For open access to occur and benefit competition, it must be mandatory, and non-discriminatory. Open access has existed since 1995. If it didn’t happen until 2017, it was because there were no guarantees that such access would not be non-discriminatory. The independence of the operator is an imperative condition to this. The new law pays special attention to the issue of conflicts of interest. Close operational coordination between Cenagas and Pemex can generate the perception that the operator is no longer independent, and that a shipper other than Pemex can no longer be sure that it will be treated in a way that is not unduly discriminatory. An operator close to Pemex must make it clear that it will not allow the gas traded by Pemex to take priority over other users.
The CRE as an impartial arbitrator puts the accountability mechanisms in place to ensure that Cenagas as a manager is fair in the allocation of transport capacity and in the application of imbalance mechanisms. A CRE subservient to a centralized strategy can argue that it is better to have a coordinated, single supplier, and so conditions will be set to disfavor marketers in competition with Pemex.
The tariffs established by the CRE are also key. Agents have the right to negotiate other terms and other considerations to the regulated tariff, but CRE’s tariffs will always be a reference point, a summary of the way in which the regulator understands the concepts of cost efficiency, reasonable profitability and risks. It’s important that the way in which tariffs are determined is not distorted by political objectives.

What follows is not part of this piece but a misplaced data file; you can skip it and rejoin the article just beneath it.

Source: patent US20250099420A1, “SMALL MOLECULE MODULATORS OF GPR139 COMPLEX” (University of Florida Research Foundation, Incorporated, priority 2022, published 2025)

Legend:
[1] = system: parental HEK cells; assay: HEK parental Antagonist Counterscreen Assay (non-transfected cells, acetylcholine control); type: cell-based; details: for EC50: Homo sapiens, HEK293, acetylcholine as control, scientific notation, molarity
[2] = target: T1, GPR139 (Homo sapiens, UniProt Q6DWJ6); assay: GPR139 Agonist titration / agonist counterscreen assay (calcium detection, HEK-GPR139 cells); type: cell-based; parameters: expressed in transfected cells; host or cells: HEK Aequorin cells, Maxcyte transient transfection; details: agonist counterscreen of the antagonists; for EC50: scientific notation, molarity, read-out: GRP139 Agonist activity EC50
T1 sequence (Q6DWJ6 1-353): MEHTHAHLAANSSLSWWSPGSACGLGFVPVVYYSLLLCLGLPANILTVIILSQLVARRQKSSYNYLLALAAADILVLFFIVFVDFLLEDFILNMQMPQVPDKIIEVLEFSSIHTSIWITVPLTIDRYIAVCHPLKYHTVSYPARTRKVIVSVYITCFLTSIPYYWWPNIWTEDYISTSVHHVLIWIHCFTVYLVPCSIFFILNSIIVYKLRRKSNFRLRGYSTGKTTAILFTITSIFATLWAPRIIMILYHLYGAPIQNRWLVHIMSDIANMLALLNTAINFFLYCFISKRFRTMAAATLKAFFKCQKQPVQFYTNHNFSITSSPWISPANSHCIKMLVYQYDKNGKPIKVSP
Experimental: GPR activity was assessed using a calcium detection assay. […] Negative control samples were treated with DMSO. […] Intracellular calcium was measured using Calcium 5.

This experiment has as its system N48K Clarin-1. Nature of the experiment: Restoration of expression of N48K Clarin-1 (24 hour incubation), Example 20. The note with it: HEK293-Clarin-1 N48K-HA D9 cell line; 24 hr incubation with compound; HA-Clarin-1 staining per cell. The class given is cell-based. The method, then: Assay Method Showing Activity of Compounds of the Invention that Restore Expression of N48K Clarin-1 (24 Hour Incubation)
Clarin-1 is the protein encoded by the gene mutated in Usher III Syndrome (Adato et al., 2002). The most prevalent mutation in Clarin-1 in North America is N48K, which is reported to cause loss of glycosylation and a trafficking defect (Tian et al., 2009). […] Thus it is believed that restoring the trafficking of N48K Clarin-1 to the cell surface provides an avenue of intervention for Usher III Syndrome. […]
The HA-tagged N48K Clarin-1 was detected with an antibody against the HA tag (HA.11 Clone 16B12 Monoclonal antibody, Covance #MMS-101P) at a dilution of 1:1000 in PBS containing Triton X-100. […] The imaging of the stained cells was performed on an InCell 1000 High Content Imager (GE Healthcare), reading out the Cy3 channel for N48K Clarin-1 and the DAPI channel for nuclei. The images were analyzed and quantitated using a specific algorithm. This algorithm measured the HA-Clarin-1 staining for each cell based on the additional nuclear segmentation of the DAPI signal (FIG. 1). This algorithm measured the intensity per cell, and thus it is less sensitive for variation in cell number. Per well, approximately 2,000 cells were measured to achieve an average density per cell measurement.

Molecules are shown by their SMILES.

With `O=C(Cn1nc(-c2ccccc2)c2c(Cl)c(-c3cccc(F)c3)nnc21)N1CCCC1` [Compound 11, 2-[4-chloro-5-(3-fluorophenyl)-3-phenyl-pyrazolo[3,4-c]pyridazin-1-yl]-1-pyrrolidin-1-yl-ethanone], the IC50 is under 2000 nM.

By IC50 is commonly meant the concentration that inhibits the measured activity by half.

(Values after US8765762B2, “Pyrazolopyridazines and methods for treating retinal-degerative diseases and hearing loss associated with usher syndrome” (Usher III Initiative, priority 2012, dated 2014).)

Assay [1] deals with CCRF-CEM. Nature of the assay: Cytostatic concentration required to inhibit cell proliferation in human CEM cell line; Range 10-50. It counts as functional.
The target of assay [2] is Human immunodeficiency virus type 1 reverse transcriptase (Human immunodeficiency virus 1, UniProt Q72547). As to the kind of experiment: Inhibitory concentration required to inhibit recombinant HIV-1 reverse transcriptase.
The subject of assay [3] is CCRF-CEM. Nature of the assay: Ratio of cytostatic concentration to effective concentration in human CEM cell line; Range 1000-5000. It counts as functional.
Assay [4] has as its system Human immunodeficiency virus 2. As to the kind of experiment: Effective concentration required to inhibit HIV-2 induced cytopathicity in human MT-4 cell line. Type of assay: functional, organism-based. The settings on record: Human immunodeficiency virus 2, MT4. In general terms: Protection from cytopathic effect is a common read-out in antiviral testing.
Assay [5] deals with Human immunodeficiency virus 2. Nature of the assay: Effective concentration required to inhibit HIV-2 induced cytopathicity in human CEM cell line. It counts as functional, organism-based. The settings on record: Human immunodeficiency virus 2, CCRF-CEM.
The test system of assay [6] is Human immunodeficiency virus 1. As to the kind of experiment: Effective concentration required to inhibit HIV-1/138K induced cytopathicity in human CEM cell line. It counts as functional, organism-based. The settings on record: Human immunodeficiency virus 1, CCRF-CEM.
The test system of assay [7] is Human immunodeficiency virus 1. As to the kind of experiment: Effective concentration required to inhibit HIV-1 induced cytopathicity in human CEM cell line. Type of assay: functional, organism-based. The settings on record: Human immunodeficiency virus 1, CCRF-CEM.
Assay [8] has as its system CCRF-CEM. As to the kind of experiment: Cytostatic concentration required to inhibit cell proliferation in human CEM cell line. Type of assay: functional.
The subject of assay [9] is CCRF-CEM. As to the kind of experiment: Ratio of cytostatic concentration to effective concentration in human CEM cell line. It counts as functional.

Tariffs do not emerge from a vacuum. If successful, they recover sufficient resources to maintain the pipeline network in good condition to achieve reliability and foster economic activity. Failure to raise rates will only put financial pressure on companies, and in the long run it may imply the commitment of public resources to compensate for lags in maintenance and investment. The financial sustainability of pipeline systems is more important than helping a particular company, even if it is state-owned.
Price controls meanwhile would be a U-turn to the liberalization of the price of gas and would be a way to keep marketers away from the Mexican market.
The list of problematic examples of poor regulation can be very long. The message is more concise. A regulatory body with heterogeneous views is more useful to the state, although not necessarily to the good of the country. The North American regulator, FERC, obeys rules that prevent all commissioners from belonging to a single party. In Mexico such rules do not exist. The definition of what the CRE will be is in the hands of the president.
There are two new vacancies to fill at the CRE. The president can opt for commissioners from outside the ruling party to help give certainty to private investment and peace of mind to those agents who ventured to invest in Mexico after the energy reform. Or, loyalists might fill those spots, creating risks that in the long run will make gas supply more expensive for the entire Mexican market.